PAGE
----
The WHO (World Health Organisation) shared disturbing data in 2020, unrelated to the global pandemic, but it reported that more than 1 billion youngsters and teens today are at a high risk of life-altering auditory impairment caused by prolonged exposure to loud noises. There are two primary cause reasons for this expected hearing loss:
The World Health Organisation has outlined several risk factors like clubs, concerts, and other venues with loud music. However, the leading cause of hearing loss is attributed to listening to loud music using earphones, earbuds and headphones connected to smart devices.
According to official data, people under 35 years of age have higher chances of listening to music through mobile devices than any other age demographic WHO suggested that about 50% of such an audience listens to higher volumes than the healthy recommended volume levels. Most youngsters using in-ear headphones listen to blasting music at full volume.
Consider an Apple smartphone! The highest volume on an iPhone while using a headset goes up to 102 decibels. Consequently, users can suffer hearing damage after even a short while if they continue listening at this volume.
But it’s not just the WHO that has published concerning reports. One study by Harvard Medical School in 2010 put forth data that showed that the growing popularity of headsets for music has exponentially increased the hearing loss diagnosis rate in people under 20 years of age. Undoubtedly, the unhealthy use of earphones or headphone technology has been causing chronic hearing impairment in users for over a decade now.
Hearing impairment from noise exposure can pile up after a single long exposure or over time through bad auditory habits. The world is changing around us, with more and more people finding themselves exposed to unsafe levels of noise that can affect their auditory health irreversibly. Experts have reported incidents where youngsters encounter perforated eardrums after using earbuds at a very high volume.
There are several ways to ensure your ears and hearing are safe in the long term. This is by limiting your exposure to everyday loud noises, either by time or volume. A safe rule of thumb to follow is 70dBA. 60/60 rule for exposure is not more than 60%volume of any device for more than 60minutes
Sound is measured using a unit known as decibels. As stated before, prolonged usage of headphones to listen to music at 85dBA can cause hearing loss in the long run. However, if you can bring down the volume to a decent 70dB, this risk of damage reduces significantly.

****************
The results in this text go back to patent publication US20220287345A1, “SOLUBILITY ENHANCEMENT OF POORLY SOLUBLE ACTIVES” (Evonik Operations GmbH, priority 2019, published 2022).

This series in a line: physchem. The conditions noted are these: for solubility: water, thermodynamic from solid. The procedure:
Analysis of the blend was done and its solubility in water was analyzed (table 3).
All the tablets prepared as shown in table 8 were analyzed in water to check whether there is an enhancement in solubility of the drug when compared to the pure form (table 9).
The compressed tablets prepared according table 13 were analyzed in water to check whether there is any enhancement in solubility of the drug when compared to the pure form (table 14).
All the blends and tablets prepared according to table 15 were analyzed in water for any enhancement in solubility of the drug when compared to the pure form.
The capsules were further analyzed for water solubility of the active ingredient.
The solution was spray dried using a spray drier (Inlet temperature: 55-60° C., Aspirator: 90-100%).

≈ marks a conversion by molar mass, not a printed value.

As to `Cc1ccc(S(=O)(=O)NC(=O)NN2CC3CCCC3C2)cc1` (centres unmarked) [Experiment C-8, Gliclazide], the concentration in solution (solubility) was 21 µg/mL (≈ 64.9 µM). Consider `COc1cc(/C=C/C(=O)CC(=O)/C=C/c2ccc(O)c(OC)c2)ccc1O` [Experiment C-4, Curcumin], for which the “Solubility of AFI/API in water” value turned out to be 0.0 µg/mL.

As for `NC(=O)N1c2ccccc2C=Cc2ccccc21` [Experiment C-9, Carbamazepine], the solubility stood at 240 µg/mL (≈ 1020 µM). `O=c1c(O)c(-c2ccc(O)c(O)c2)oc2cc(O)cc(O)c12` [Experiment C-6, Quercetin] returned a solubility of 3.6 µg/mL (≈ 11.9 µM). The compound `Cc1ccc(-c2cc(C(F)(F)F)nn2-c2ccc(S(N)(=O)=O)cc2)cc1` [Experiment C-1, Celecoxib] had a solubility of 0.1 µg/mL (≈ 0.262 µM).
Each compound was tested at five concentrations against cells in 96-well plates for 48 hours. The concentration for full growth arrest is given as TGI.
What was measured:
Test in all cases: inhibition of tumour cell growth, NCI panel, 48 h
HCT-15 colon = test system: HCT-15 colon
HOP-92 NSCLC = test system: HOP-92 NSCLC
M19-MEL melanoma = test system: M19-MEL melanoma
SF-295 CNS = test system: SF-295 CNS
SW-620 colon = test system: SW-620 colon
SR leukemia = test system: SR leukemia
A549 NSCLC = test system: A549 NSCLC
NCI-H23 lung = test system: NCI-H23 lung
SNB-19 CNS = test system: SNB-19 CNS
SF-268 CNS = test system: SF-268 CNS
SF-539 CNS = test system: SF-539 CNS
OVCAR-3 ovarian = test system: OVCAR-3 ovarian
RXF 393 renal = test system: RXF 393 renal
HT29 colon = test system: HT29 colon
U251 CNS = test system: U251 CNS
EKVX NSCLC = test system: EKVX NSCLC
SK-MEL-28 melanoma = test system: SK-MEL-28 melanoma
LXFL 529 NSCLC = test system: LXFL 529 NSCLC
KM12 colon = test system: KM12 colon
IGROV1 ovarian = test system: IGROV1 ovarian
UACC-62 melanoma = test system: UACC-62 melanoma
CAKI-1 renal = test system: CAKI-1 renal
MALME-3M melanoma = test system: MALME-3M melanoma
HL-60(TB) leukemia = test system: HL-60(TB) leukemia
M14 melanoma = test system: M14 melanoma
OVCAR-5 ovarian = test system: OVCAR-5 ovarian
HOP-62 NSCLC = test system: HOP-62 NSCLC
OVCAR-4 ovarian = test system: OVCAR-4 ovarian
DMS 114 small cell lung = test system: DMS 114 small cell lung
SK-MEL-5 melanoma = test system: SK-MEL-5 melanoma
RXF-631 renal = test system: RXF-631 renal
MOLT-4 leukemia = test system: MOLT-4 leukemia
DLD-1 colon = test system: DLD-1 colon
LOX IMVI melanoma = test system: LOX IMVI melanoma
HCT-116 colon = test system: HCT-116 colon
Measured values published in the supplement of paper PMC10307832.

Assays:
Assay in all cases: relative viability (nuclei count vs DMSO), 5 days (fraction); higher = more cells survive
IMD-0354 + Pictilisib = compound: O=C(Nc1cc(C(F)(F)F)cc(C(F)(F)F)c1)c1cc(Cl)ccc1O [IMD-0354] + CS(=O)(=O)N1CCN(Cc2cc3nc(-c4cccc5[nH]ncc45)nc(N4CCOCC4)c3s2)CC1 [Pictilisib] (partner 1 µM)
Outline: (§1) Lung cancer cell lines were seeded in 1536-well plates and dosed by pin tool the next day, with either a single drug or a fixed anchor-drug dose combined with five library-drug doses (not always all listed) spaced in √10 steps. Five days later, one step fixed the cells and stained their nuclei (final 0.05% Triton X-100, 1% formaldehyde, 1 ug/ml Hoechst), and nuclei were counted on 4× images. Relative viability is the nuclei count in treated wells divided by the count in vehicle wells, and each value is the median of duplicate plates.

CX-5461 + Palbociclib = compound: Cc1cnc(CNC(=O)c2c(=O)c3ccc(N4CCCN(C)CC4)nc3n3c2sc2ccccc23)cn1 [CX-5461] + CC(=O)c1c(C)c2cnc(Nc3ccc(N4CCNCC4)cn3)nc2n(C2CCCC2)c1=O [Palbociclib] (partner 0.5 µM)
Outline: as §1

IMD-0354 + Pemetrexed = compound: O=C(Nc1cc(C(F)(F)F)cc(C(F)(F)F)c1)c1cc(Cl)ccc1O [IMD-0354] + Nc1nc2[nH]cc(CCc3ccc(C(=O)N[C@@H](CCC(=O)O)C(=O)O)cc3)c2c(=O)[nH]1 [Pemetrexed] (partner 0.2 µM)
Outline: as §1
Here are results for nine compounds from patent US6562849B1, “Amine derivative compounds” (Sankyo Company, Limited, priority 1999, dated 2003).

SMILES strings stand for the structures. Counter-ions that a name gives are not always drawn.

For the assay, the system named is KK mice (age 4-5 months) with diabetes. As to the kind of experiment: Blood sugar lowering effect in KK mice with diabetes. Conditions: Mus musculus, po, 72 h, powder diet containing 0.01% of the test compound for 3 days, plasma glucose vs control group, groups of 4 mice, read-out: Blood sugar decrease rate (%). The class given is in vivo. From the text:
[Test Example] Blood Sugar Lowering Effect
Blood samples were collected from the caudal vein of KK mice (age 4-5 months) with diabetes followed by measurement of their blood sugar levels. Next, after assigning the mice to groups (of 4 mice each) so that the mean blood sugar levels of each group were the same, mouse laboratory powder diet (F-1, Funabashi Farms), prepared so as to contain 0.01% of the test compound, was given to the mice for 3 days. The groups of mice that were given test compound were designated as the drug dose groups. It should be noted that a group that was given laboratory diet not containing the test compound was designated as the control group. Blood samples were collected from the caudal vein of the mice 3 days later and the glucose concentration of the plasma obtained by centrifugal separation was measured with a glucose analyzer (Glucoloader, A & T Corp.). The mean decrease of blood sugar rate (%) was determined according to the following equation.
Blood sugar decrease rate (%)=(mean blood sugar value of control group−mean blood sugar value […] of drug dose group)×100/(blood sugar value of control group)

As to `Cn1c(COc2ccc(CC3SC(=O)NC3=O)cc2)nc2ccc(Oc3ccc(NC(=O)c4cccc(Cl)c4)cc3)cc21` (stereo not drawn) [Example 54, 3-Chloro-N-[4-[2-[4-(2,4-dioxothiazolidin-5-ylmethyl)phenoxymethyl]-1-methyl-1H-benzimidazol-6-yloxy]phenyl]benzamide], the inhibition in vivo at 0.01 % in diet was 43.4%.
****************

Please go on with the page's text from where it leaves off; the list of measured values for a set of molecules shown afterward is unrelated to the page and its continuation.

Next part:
Mobile phones don’t usually have a decibel marker and indicate volume through a numerical scale. Experts recommend using your device at the 50% volume setting. You should also consider reducing the time spent listening to music over headphones.
Hearing loss with age is common. However, the age at which hearing impairment starts is reducing at an alarming rate. Earlier, it began at 60 years old. But now, people as young as 20-30 years of age are experiencing auditory impairment too.
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The human ear is divided into three parts that function together for signal processing.
The inner ear has a part known as the cochlea that contains microscopic hair cells. They gather soundwaves, convert them into electrical signals and transmit them to the brain. When you listen to loud noises at close range for too long, it can damage your hair cells permanently. As a result, the cochlea can no longer send sound waves to your brain.
Other parts of your body might heal over time, but a damaged inner ear cannot be reversed. As the extent of damage increases over time, your hearing will only worsen.
Hearing loss due to loud sound exposure can take a while to detect. Since it is usually a gradual loss, you might not realise it till it’s too late. However, you can look for these signs:
If you detect any of these signs or even feel that your hearing is getting worse, consult a doctor. The doctor can diagnose you or ask you to see a professional audiologist. This is a specialist trained for a hearing evaluation. You can also ask them questions about earphones and hearing damage.
Experts recommend listening to music by following the 60%-60 minute rule.
You can evaluate your present condition by taking an online hearing test for free or by consulting an expert near you.